A post shared by Lamar Jackson (@new_era8) on

Jackson completed 230-of-409 passes for 3,543 yards with 30 touchdowns against nine interceptions while rushing 250 times for 1,571 yards and 21 touchdowns as a sophomore for Louisville in 2016.

Former Michigan AD Jim Hackett named Ford CEO

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Both of Michigan’s two most recent athletics directors traded their maize and blue for the suits of corporate America. Dave Brandon left Ann Arbor for Toys ‘R’ Us in relative disgrace. Jim Hackett left Michigan a hero and has now taken the reins of another Michigan institution.

The former Michigan interim AD on Monday was named the CEO of Ford Motor Company.

“We’re moving from a position of strength to transform Ford for the future,” executive chairman Bill Ford said in a statement. “Jim Hackett is the right CEO to lead Ford during this transformative period for the auto industry and the broader mobility space. He’s a true visionary who brings a unique, human-centered leadership approach to our culture, products and services that will unlock the potential of our people and our business.”

After successfully completing the coup to bring Jim Harbaugh home, Hackett will now be in charge of leading a company of 202,000 employees from its Dearborn, Mich., headquarters.

The man whom Hackett hired thinks Ford made a great move.

“I absolutely think (it’s a good fit),” Harbaugh told MLive. “He brings a tremendous wealth of experience and he has tremendous leadership skills. He believes in — the way I put it — in building a ball team. And he does it with a really high intellect. He cares about people, he listens.”

This is not Hackett’s first foray as a business CEO. He previously served as CEO of Steelcase in Grand Rapids, Mich., from 1994-2014.

Rimington watch list details list of returning centers

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It’s the dead time of the college football calendar, which means it’s time for this sport’s oldest, most antiquated tradition: watch lists.

First one in line is the Rimington Trophy, given to the best center in college football. And to help voters narrow down their choice for when voting picks up six months from now, the Rimington has helpfully provided this watch list of essentially every returning starting center in college football.

The 2017 list includes (deep breath):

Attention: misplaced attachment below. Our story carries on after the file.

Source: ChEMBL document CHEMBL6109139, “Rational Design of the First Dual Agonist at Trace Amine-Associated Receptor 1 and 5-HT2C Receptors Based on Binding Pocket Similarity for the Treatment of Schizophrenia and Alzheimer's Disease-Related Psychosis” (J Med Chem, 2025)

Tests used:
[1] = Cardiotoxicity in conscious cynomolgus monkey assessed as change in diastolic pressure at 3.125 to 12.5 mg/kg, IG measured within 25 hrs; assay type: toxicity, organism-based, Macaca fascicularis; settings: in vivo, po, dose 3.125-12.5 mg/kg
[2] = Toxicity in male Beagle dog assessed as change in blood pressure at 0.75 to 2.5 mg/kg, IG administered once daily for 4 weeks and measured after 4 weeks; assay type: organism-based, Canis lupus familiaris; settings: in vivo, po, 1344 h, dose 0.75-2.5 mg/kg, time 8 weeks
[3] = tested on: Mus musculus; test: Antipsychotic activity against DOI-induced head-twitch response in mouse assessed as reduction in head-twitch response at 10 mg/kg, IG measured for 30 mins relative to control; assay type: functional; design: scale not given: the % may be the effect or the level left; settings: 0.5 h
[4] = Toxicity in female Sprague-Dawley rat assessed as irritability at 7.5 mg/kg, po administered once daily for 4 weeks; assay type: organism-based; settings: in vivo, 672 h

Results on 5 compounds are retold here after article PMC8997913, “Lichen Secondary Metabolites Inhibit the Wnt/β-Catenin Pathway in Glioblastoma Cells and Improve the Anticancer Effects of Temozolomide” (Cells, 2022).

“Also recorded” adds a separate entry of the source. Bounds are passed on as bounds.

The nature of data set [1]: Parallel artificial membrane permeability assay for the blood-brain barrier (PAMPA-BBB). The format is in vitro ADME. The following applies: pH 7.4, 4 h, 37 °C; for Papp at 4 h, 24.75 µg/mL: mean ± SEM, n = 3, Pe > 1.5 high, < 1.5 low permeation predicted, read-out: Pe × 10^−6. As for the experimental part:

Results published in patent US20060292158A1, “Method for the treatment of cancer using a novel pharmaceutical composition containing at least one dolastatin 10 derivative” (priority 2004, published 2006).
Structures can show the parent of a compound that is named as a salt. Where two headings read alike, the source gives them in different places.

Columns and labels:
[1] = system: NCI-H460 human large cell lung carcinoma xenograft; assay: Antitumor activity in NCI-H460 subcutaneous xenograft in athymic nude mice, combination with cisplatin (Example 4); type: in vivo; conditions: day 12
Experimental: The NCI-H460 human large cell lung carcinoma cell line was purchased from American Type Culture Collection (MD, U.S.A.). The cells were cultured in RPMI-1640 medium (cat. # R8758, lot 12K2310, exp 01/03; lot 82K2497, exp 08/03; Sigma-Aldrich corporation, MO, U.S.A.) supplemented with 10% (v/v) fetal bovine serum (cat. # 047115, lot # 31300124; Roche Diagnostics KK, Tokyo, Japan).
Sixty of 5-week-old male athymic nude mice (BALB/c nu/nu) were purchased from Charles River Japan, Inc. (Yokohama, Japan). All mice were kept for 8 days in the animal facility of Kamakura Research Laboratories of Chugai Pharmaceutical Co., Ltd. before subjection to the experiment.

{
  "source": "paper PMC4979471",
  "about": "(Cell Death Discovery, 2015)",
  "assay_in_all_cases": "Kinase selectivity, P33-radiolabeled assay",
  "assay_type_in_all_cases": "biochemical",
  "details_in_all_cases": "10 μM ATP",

– Aaron Mitchell, Fresno State
– Alan Knott, South Carolina
– Alac Eberle, Florida State
– Antonyo Woods, Florida Atlantic
– Asotui Eli, Hawaii
– Austin Doan, Central Michigan
– Austin Golson, Auburn
– Austin Schlottmann, TCU
– Billy Price, Ohio State
– Blaise Fountain, New Mexico
– Brad Lundblade, Oklahoma State
– Brad North, Northwestern
– Bradley Bozeman, Alabama
– Brendan Moore, Maryland
– Brian Allen, Michigan State
– Bryce Holland, Army
– Cameron Ruff, South Florida
– Chandler Miller, Tulsa
– Coleman Shelton, Washington
– Colton Prater, Texas A&M
– Danny Godloveske, Miami (Ohio)
– Dennis Edwards, Western Kentucky
– Drew Keyser, Memphis
– Erick Wren, Oklahoma
– Evan Brown, SMU
– Frank Ragnow, Arkansas
– Gabe Mobley, Georgia State
– Garrett McGhin, East Carolina
– Jake Bennett, Colorado State
– Jake Hanson, Oregon
– Jake Pruehs, Ohio
– James Daniels, Iowa
– James O’Hagan, Buffalo
– Jesse Burkett, Stanford
– John Keenoy, Western Michigan
– Jon Baker, Boston College
– Julian Good-Jones, Iowa State
– Keoni Taylor, San Jose State
– LaVonne Gauthney, Akron
– Levi Brown, Marshall
– Luke Shively, Northern Illinois
– Mason Hampton, Boise State
– Matt Hennessy, Temple
– Mesa Ribordy, Kansas
– Michael Deiter, Wisconsin
– Nathan Puthoff, Kent State
– Nick Allegretti, Illinois
– Nick Clarke, Old Dominion
– Reid Najvar, Kansas State
– Ryan Anderson, Wake Forest
– Sam Mustipher, Notre Dame
– Scott Quessenberry, UCLA
– Sean Krepsz, Nevada
– Sean Rawlings, Ole Miss
– Sumner Houston, Oregon State
– T.J. McCoy, Florida
– Tanner Thrift, Baylor
– Tejan Koroma, BYU
– Tim McAullife, Bowling Green
– Trey Martin, Rice
– Will Clapp, LSU
– Will Noble, Houston
– Zach Shackelford, Texas

Exhale.

Got all that?

Ohio State’s Pat Elflein claimed the honor last season.